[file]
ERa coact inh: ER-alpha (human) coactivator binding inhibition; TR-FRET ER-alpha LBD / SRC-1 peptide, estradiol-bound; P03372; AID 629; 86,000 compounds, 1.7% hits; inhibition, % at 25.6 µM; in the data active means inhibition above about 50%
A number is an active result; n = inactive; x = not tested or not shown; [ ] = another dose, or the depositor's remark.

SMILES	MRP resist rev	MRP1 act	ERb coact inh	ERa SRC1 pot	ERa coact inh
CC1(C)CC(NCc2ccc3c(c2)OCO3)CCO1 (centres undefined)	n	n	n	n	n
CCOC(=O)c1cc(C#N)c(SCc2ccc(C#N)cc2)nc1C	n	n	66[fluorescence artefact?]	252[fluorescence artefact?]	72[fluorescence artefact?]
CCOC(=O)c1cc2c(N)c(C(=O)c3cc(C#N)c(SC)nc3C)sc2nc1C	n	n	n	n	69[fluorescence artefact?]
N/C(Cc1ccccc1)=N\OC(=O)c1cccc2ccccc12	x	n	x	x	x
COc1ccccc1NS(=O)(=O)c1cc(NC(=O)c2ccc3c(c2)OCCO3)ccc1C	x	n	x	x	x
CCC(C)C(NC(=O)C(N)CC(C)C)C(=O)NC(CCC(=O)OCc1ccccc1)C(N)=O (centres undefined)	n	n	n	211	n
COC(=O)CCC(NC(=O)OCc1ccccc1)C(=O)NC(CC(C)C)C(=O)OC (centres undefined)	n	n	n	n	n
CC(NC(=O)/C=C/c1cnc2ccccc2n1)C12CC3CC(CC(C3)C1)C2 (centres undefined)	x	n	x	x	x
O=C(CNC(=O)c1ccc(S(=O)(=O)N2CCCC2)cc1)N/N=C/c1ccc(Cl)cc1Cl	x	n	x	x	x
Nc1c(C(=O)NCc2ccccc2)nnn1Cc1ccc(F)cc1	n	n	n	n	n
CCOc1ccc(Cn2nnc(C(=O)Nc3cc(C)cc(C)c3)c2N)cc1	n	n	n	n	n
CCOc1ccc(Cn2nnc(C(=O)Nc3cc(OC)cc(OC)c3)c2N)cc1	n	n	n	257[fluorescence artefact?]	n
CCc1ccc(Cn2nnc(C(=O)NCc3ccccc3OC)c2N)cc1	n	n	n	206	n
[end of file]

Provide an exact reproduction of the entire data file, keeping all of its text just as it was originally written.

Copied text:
ERa coact inh: ER-alpha (human) coactivator binding inhibition; TR-FRET ER-alpha LBD / SRC-1 peptide, estradiol-bound; P03372; AID 629; 86,000 compounds, 1.7% hits; inhibition, % at 25.6 µM; in the data active means inhibition above about 50%
A number is an active result; n = inactive; x = not tested or not shown; [ ] = another dose, or the depositor's remark.

SMILES	MRP resist rev	MRP1 act	ERb coact inh	ERa SRC1 pot	ERa coact inh
CC1(C)CC(NCc2ccc3c(c2)OCO3)CCO1 (centres undefined)	n	n	n	n	n
CCOC(=O)c1cc(C#N)c(SCc2ccc(C#N)cc2)nc1C	n	n	66[fluorescence artefact?]	252[fluorescence artefact?]	72[fluorescence artefact?]
CCOC(=O)c1cc2c(N)c(C(=O)c3cc(C#N)c(SC)nc3C)sc2nc1C	n	n	n	n	69[fluorescence artefact?]
N/C(Cc1ccccc1)=N\OC(=O)c1cccc2ccccc12	x	n	x	x	x
COc1ccccc1NS(=O)(=O)c1cc(NC(=O)c2ccc3c(c2)OCCO3)ccc1C	x	n	x	x	x
CCC(C)C(NC(=O)C(N)CC(C)C)C(=O)NC(CCC(=O)OCc1ccccc1)C(N)=O (centres undefined)	n	n	n	211	n
COC(=O)CCC(NC(=O)OCc1ccccc1)C(=O)NC(CC(C)C)C(=O)OC (centres undefined)	n	n	n	n	n
CC(NC(=O)/C=C/c1cnc2ccccc2n1)C12CC3CC(CC(C3)C1)C2 (centres undefined)	x	n	x	x	x
O=C(CNC(=O)c1ccc(S(=O)(=O)N2CCCC2)cc1)N/N=C/c1ccc(Cl)cc1Cl	x	n	x	x	x
Nc1c(C(=O)NCc2ccccc2)nnn1Cc1ccc(F)cc1	n	n	n	n	n
CCOc1ccc(Cn2nnc(C(=O)Nc3cc(C)cc(C)c3)c2N)cc1	n	n	n	n	n
CCOc1ccc(Cn2nnc(C(=O)Nc3cc(OC)cc(OC)c3)c2N)cc1	n	n	n	257[fluorescence artefact?]	n
CCc1ccc(Cn2nnc(C(=O)NCc3ccccc3OC)c2N)cc1	n	n	n	206	n